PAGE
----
||This article includes a list of references, but its sources remain unclear because it has insufficient inline citations. (December 2011)|
Lady Frances Balfour, née Campbell (22 February 1858 – 25 February 1931), was one of the highest-ranking members of the British aristocracy to assume a leadership role in the women's suffrage movement. The tenth child of British Liberal politician and Scottish peer George Douglas Campbell, 8th Duke of Argyll, and his wife, Lady Elizabeth Sutherland-Leveson-Gower (eldest daughter of the 2nd Duke of Sutherland), Balfour was president of the National Society for Women's Suffrage from 1896 to 1914. As a non-violent suffragist, she was opposed to the militant actions of the Women's Social and Political Union, the suffragettes.
Born at Argyll Lodge in Kensington, London, Lady Frances Campbell was handicapped by a hip joint disease and from early childhood was in constant pain and walked with a limp. In 1879 she married Eustace Balfour, a heavy drinker who later became an alcoholic. Eustace's uncle, Lord Salisbury, had three terms as Britain's prime minister. Eustace's elder brother, Arthur Balfour, was also a Conservative British prime minister from 1902 to 1905.
However, in opposition to the Conservative politics of her in-laws, Frances, along with both her parents, supported Liberal statesman William Gladstone and his government. Lady Frances Balfour and her husband never overcame these political differences and spent less and less time together. Her parents were also involved in several different campaigns for social reform. She reportedly helped with these campaigns as a child, for example by knitting garments to be sent to the children of former slaves after slavery was formally banned by the government within the British territories in 1833.
- William Knox, The lives of Scottish women: women and Scottish society, 1800–1980, (Edinburgh University Press Ltd., 2006), 99.
- Martin Pugh, The Pankhursts: The History of One Radical Family (Paperback – 3 Jul 2008), Vintage Books, Random House Group Ltd. London . 537 pages, ISBN 978-0-09-952043-6 . 1st edition (2001), hardback, by Allen Lane, (2002) edition by Penguin Books, paperback. Martin Pugh, Fellow of the Royal Historical Society, Martin Pugh taught history at the Aligarh Muslim University, India, from 1969–71, was Prof. of British History at Newcastle University till 1999. and Research Prof. in History at the Liverpool University till 2001, being a member of the advisory Board "History Magazine" to the BBC.
- Banks, Oliver. The Biographical Dictionary of British Feminists, 1880–1930. Vol 1. New York University Press, (1985).
- Brockington, Grace (editor), Internationalism and the arts in Britain and Europe at the fin de siècle, conference held at Magdalene College, Cambridge University, July 2006, ISBN 978-3-03911-128-2, 334 pages, publ. (2009).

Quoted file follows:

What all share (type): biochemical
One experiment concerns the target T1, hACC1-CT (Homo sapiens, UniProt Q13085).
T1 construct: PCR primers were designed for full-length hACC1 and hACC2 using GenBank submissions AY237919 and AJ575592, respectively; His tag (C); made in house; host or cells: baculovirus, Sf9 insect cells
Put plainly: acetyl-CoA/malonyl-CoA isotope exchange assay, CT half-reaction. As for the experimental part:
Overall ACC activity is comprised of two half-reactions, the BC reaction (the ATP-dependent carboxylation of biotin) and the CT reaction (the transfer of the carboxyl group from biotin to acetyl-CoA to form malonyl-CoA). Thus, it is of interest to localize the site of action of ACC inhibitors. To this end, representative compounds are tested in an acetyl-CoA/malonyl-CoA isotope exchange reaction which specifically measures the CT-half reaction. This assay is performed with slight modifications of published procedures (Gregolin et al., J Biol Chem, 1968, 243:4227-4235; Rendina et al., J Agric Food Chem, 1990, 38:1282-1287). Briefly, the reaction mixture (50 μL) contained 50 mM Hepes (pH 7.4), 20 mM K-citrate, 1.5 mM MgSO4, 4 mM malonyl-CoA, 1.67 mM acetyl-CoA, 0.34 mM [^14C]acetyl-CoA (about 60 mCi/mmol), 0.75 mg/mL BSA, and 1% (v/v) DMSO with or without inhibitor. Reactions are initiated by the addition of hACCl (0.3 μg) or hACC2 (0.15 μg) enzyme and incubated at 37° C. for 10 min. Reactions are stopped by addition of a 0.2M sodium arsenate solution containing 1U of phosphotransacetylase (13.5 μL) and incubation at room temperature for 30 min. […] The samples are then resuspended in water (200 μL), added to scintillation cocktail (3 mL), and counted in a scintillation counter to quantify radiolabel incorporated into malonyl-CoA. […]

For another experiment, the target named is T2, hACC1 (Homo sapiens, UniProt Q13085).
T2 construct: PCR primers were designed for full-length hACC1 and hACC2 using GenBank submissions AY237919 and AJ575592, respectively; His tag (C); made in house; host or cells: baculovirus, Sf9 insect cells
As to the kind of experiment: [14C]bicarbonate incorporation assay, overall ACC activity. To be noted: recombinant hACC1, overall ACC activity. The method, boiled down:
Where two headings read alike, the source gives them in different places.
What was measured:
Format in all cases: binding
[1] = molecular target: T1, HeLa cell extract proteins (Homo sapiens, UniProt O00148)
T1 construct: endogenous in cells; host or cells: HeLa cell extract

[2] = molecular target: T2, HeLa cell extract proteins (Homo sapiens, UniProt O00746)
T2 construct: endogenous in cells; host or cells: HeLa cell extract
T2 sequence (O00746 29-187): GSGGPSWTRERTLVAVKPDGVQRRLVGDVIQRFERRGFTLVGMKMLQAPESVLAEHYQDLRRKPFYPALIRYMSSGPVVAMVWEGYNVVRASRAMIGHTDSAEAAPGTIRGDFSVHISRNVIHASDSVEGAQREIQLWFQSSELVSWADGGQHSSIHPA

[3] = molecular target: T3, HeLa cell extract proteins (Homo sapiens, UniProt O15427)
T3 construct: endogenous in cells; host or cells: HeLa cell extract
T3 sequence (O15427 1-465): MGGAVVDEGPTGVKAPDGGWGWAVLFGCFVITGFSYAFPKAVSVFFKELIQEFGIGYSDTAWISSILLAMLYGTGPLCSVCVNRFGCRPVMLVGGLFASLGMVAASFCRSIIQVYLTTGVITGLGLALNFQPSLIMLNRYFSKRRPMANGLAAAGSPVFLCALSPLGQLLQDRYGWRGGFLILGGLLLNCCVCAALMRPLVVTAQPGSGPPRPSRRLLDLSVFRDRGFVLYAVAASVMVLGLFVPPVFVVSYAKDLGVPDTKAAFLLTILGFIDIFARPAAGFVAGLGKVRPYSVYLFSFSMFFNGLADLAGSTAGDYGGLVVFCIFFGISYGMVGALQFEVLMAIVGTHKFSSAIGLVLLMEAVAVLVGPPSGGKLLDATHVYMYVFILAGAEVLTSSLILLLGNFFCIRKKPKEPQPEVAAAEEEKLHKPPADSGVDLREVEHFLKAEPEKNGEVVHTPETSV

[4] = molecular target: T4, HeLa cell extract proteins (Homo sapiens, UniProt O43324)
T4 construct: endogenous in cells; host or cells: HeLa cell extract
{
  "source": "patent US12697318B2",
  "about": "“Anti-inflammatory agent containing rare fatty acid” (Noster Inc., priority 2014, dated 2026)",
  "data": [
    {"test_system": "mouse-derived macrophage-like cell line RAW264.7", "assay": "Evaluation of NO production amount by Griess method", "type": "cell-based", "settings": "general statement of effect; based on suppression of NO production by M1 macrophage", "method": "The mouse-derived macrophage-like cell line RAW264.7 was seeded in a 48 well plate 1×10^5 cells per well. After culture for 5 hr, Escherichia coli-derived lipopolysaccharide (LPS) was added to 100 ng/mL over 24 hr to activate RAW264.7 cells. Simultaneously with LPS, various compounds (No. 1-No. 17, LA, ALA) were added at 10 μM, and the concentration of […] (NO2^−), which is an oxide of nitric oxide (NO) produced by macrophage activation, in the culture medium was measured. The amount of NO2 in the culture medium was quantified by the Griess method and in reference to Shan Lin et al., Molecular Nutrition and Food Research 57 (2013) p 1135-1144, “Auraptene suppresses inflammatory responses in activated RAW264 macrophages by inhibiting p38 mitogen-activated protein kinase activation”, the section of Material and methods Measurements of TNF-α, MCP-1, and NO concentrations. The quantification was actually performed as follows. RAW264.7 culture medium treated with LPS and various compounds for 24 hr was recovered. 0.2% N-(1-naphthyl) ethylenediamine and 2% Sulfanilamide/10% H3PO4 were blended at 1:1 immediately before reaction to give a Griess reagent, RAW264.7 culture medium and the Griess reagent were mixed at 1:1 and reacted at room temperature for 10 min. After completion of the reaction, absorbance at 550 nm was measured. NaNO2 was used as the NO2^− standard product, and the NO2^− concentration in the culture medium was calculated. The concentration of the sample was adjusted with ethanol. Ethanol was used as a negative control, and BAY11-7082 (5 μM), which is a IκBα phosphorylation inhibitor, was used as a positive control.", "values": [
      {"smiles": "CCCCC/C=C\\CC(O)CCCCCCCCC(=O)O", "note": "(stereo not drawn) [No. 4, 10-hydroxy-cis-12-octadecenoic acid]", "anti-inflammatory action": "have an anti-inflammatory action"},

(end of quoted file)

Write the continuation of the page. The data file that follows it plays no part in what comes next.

- Brockington, Grace, Lecturer in History of Art, University of Bristol, Above the Battlefield: Modernism and the Peace Movement in Britain, 1900–1918, Yale University Press, (08/03/2011) – 244 pages, ISBN 978-0-300-15195-4
- Brockington, Grace. Art and pacifism in World War I . University of London (Courtauld Institute of Art), (1999) – 190 pages,
- Caine, Barbara. Victorian Feminists. Oxford University Press, (1992).
- Crawford, Elizabeth. The Women´s Suffrage Movement: a reference guide, 1866 – 1928 Routledge Eds. (1999). Also UCL Press Europe. Available in hardcover and softcover ISBN 1-84142-031-X, ISBN 978-1-84142-031-8 . 786 pages.
- Crawford, Elizabeth (20 September 2002). Enterprising Women: The Garretts and their Circle. Francis Boutle Publishers. 341 pages, ISBN 1-903427-12-6. She is a curator of the Elizabeth Garrett Anderson UNISON Gallery to be opened in 2011 in the former EGA Hospital building in London.
- Glynn, Jenifer (15 January 2008). The Pioneering Garretts: Breaking the Barriers for Women. Hambledon Continuum. ISBN 978-1-84725-207-4. Jenifer Glynn was a student of history at Newnham College, Cambridge University.
- Hume, Leslie Parker. The National Union of Women's Suffrage Societies, 1897–1914. Garland, 1982.
- Kent, Susan Kingsley. Sex and Suffrage in Britain, 1860–1914. Princeton University Press, (1987).
- Phillips, Melanie. The Ascent of Woman: A History of the Suffragette Movement and the Ideas Behind It. London: Abacus, (2004). ISBN 0-349-11660-1.
- Purvis, June and Sandra Stanley Holton, eds. Votes for Women. London: Routledge, (2000). ISBN 0-415-21459-9.
- Rubinstein D., A different World for Women: The life of Millicent Garrett Fawcett, Harvester Wheatsheaf Eds., (1991)